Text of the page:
Remember your last holiday abroad when you were thinking about how different the food was –“did this Mexican restaurant try to poison me with all this spicy sauce?”- or when watching a report about Japan at TV and you were wondering what they could find so wonderful about sleeping in capsule hotels. Ladies and gentlemen, this is all about culture differences. And in terms of business it is the same: when entering a new country, brands need to adjust their plans and to market themselves in a different way1.
Global western firms as L’Oréal and Estée Lauder have managed to penetrate emerging economies successfully, expanding the products we all know to new challenging markets. Let’s concentrate first on L’Oreal’s expansion in China, ‘cause we all worth it! The company has used an aggressive strategy in order to succeed in China. This market is the biggest one within the emerging countries and the third in the world after USA and Japan. In 2013, L’Oréal sold for $2 billion of cosmetics and make up products in China, which represents 9% of the total market share3. To keep growing, L’Oréal acquired the Chinese company Magic Holdings International Limited for $850 million in 20133. This strategy has also been used previously by the brand with the purchasing of Yu Sai. Those new acquisitions are a real strength for L’Oréal as it allows the company to have a deep and better understanding of the Chinese market, and so to deploy a more adapted marketing strategy. For example, Yu Sai propose a wide range of premium cosmetics that used traditional Chinese medicine. Those kind of products are more willing to attract Chinese consumers because they are adapted to their tastes and expectations.
What about Estée Lauder’s strategy? Well, the company has launched in 2012 a new brand called Osiao, especially dedicated and designed for the Chinese market and the Asian consumers2. This strategy of Estée Lauder is totally different from the one of L’Oréal that tries to adapt to the western codes on the Chinese market. In opposition, Estée Lauder wanted to launch products that reveal the original Chinese beauty and reflect Chinese values. Osiao is a high standards brand that uses Chinese essence to market its products and surfs on the digital trends to communicate through social medias and forums in order to expend their market shares. Word-of-mouth is obviously very important in our Western countries –don’t deny that you’ve never been influenced by your relatives’ opinion, we won’t trust you!-, and it is even more powerful in China, so it was a relevant communication strategy to increase Chinese consumers’ brand awareness3. Indeed, Chinese will trust information they have read on testimonials and love to share in the web when they are satisfied about a product.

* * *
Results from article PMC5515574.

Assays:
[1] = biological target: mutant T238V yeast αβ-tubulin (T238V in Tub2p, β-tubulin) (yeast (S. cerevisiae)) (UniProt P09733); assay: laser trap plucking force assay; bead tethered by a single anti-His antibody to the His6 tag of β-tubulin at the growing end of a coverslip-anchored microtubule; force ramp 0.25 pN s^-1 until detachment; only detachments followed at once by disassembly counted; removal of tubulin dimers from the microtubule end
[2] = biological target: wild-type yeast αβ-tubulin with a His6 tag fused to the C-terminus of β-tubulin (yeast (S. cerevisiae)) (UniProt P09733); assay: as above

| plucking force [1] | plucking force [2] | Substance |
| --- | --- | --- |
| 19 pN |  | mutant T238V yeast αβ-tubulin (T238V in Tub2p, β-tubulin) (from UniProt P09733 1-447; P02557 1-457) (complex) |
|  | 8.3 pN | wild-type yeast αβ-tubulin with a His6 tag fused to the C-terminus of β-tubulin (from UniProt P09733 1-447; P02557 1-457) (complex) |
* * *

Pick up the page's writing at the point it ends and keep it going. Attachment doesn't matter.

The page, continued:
As you understood, Estée Lauder and L’Oréal are using quite different strategies, however, both brands managed to be successful and to attract customers in their domestic as well as foreign markets thanks to a deep understanding and management of the culture differences.
Your devoted mascara addict, Coralie.
 Olivier. (2013). Why Cosmetics brands have to adapt their strategy in China, Marketing China. ONLINE. Available at : http://marketingtochina.com/why-cosmetics-brands-have-to-adapt-their-strategy-in-china/. Last Accessed: 11 Nov’16.
2 Anonymous. (2015). The High-end cosmetic market in China, Gentlemen marketing agency. ONLINE. Available at: http://cosmeticschinaagency.com/the-high-end-cosmetics-market-in-china/. Last Accessed: 11 Nov’16.
3 Trefis Team. (2014). China To Remain A Challenge For Global Beauty Players, Forbes. Available at : http://www.forbes.com/sites/greatspeculations/2014/04/09/china-to-remain-a-challenge-for-global-beauty-players/#5ba859912f1f. Last Accessed: 11 Nov’16.
Chen, C. (2012). Fan Bing Bing for L’Oréal: Dramatic Charcoal, The Makeup Box. ONLINE. Available at: http://www.makeup-box.com/post/25851858493/fan-bing-bing-for-loreal-dramatic-charcoal Last Accessed 22 Nov’16.